After nearly a year and a half of work, the Legislature’s Joint Committee on Student Success passed its new education package out of committee Monday evening, just a day before the end-of-April goal.
House Bill 3427, formerly HB 2019, now heads to the House floor with a do-pass recommendation. It was approved by the joint committee in a 10-6 vote, split on party lines.
Sen. Tim Knopp, R-Bend; Rep. Greg Smith, R-Heppner; Sen. Kim Thatcher, R-Keizer; Sen. Chuck Thomsen, R-Hood River; Rep. Cheri Helt, R-Bend; and Rep. Sherrie Sprenger, R-Scio, voted against it.
The committee — 16 legislators from both sides of the aisle — has met with educators, families and business leaders across the state since January 2018 to figure out what’s going well in schools, and what isn’t.
They came back this session to outline their priorities and how to fund them.
From a lack of diverse staff and social-emotional learning opportunities, to unsafe buildings and scarce mental health services, the committee quickly found there are numerous factors influencing students’ success in and outside the classroom.
As long as these issues go unresolved, families continue living without vital resources, educators are stretched thin and students miss necessary skills, earn less money on average and require more social services.
The committee’s preliminary recommendations centered around early childhood and mental health needs, college and career prep, more diverse staff and smaller class sizes.
Focus on early childhood ed
The updated proposal, which came out earlier this month, made progress on certain issues — including the need for more mental health counselors, smaller classes and extended learning time — but had no action for higher ed institutions.
Committee co-chairs said the goal of the joint committee has been focused on early childhood and K-12 education from the beginning, but Gov. Kate Brown and higher ed advocates have pushed back, saying you can’t improve statewide education without talking about what comes after high school.
Officials with the Coalition for the Common Good, an Oregon labor and business group, said the bill “is a bold and aspirational measure that has the potential to transform public education funding in Oregon into the future.”
“The Student Success Act fulfills a promise decades in the making,” said Rep. Diego Hernandez, D-Portland, who voted in favor of the amended bill. “As someone who is a product of Oregon’s public schools, (this) is personal to me.
“I have experienced the short school years, the over-sized classrooms and the cutting of extracurricular activities,” he said. “The Student Success Act and unprecedented investments it will make go a long way to ensuring that Oregon’s kids don’t have to experience the challenges I faced.”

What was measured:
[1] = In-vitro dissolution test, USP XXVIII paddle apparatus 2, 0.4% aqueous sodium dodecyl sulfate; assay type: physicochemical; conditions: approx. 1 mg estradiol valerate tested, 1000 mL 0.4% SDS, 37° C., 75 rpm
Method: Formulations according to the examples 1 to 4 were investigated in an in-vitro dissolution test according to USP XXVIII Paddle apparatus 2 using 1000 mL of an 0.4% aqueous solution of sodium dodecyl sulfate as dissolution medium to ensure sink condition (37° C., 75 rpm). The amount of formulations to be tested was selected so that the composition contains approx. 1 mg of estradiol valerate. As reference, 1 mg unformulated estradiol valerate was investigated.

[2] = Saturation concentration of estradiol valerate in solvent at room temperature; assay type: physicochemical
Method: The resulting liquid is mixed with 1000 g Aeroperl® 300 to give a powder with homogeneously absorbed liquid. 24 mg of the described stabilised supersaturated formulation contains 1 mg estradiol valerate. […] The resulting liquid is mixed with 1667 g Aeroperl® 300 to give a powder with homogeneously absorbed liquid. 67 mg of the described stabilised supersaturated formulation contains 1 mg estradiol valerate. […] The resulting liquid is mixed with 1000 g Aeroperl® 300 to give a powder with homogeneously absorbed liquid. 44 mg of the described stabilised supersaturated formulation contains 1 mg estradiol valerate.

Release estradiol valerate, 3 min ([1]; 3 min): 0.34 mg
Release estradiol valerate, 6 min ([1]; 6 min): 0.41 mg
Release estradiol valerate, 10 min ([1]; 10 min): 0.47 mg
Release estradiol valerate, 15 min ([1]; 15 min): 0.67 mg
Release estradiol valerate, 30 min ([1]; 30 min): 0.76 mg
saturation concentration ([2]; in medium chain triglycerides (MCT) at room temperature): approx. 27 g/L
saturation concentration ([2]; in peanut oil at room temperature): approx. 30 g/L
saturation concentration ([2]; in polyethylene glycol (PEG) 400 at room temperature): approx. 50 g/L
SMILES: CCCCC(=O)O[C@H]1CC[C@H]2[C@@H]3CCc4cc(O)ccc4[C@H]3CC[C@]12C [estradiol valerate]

Money from business activities tax
Businesses would be charged $250 and a 0.57% tax, but it would only affect those bringing in at least $1 million annually in goods and services. There are a number of exemptions and specifications outlined in the amended bill.
About 40,000 out of Oregon’s 460,000 businesses would be affected, according to a rough estimate given previously by Chris Allanach with the Legislative Revenue Office.
While there has been plenty of push-back from the business community, Sandra McDonough, chief executive officer of Oregon Business & Industry, told the joint committee they are neutral on the proposal discussed Monday.
“That small businesses … will be protected and we’ll still be able to invest in our children is a game-changer for me,” said co-vice chairman Rep. Smith, who still voted against the amended bill.
Rep. Helt also voted against it, saying, “I absolutely cannot support this unfair tax to small businesses.”
Gov. Kate Brown expected to sign
Wednesday is the earliest the House could vote on the bill.
If passed by the House, it goes to the Senate side. Because senators were part of the process to create the bill, it doesn’t have to go to a Senate committee first.
After passage in both the House and Senate, it would be sent to Brown for her signature.
Brown said she would sign the bill as is, but will continue to have conversations with legislators about providing more higher education dollars through other avenues.
“The governor is pleased with the work of the Joint Committee on Student Success, particularly the investment in early education and the committee’s focus on equity,” according to a statement released from the Governor’s Office.
“She plans to continue to fight to make sure there are adequate resources for higher education so it can be affordable and accessible to Oregonians.”
If the additional funding isn’t approved by May 8, teachers across the state are planning to stage walkouts and take various actions that day.
The bill will dramatically affect school districts as they plan their 2019-20 budgets.
If the governor’s proposed budget is passed, Salem-Keizer Public Schools, for example, is able to keep a current-service level model for its budget. If the co-chairs’ budget passes, the district would lose $3.5 million. However, if the new revenue comes through, the district could add to and expand services and programs.
For more information, go to https://www.oregonlegislature.gov/.
Natalie Pate | Statesman Journal